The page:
(why I am not the bloke who repairs clocks on the TV)
Started 19th May 2021
See Repairing Quartz analogue clocks
I pulled to pieces a couple of clocks that were made in Germany, probably in the 1980's. Noticeable in these old clocks was that they use an 8 pin dip chip marked Eurosil 1444. These are still available but at quite a high price. In both cases the chip stopped functioning correctly.
It is not easy to find a pdf datasheet, doing so is mostly of academic interest. However information is available from a number of web pages .
The pulse length is 47 ms a frequency of 21.37 Hz (1/32+1/64=0.047) (with a repetition frequency of 1 Hz). This is the case for both the chips below (1444A and 1444F).
It seems the Intersil ICM7050 is an equivalent and looking at the datasheet for that reveals versions with 47 ms, 31 ms, and 1 second pulse length outputs.
One of these clocks was not keeping time, and looking on the 'scope the pulses to the coil were not regular. I replaced the chip with a "blob on board" clock module taken from a cheap clock. Putting the thing back together I had a bad piece of luck, the shaft of one of the gears sheared off whilst I screwed the case together. I replaced it with a bit of chopped off electronic component lead.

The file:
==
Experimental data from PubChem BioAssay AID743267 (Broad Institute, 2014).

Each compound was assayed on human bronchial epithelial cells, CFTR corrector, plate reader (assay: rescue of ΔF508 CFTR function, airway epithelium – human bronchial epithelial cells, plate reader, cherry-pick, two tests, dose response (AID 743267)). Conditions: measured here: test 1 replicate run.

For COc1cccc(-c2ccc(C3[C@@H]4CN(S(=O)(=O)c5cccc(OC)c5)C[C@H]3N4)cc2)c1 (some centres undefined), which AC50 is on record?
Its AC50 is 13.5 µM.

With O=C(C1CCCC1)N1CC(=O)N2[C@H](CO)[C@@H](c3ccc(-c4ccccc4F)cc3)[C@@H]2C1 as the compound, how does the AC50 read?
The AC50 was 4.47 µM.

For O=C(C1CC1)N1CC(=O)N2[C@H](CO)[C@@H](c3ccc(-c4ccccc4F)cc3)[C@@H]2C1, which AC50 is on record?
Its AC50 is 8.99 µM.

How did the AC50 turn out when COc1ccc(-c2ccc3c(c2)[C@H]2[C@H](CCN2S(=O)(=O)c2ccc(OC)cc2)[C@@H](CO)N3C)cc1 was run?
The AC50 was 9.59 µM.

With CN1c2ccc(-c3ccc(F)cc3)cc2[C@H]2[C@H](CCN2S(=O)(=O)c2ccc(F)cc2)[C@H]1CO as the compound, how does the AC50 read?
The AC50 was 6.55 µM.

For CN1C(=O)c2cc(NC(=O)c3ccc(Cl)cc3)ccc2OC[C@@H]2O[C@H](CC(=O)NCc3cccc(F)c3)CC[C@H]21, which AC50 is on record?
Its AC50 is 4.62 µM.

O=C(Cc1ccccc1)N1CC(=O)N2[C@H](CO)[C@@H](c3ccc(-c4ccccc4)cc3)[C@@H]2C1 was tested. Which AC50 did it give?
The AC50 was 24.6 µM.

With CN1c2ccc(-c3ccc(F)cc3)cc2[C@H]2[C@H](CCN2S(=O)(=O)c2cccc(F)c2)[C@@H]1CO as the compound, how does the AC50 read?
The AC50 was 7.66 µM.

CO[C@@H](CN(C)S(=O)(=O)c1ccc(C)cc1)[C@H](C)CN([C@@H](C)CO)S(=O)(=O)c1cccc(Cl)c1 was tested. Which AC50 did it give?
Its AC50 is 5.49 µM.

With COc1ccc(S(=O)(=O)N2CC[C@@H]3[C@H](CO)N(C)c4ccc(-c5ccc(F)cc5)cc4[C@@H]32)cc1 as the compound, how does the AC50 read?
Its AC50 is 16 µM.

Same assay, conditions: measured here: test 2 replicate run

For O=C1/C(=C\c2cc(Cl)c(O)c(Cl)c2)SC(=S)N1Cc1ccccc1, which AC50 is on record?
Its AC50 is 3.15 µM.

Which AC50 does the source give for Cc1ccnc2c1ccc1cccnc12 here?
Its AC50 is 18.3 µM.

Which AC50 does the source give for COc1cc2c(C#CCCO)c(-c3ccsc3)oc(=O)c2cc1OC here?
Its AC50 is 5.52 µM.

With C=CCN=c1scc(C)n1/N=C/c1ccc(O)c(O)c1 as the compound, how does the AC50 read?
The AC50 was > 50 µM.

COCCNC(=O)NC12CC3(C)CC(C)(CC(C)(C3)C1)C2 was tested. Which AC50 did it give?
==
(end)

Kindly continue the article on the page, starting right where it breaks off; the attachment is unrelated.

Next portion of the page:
The clock seemed to work, but when put back on the wall it started to stop. Investigating, the little magnet was moving but not doing complete rotations. I concluded this is because the clock module I used gives a 31 ms pulse and as above the original design was for a 47 ms pulse.
This offers an insight, the solenoid pulse has to be strong and long enough to make the magnet turn just over a quarter revolution, from where the permanent magnet will complete the motion. With a low battery some steps may fail and the clock loses time. Eventually all steps fail and the clock stops but carries on making a noise.
Could one stretch the 31 ms pulse - not easy because it is bidirectional - the simple solution of a capacitor would require a relatively high value and they are almost always polarised. Obviously it can be done but I did not want a big piece of electronics - although there was plenty of room.
I fitted a replacement movement to my clock. The fingers on the new movement took up more height, meaning I had to space the clock face back from the glass. Focussing on getting it to work I did not notice the old movement had a wire loop to hang the clock on the wall built in, whilst the new one did not. A bracket had to be made and attached.
Photos. First clock. This is the one I installed a blob on board clock in, which failed to be reliable.
Next week teddy bear bionic repair.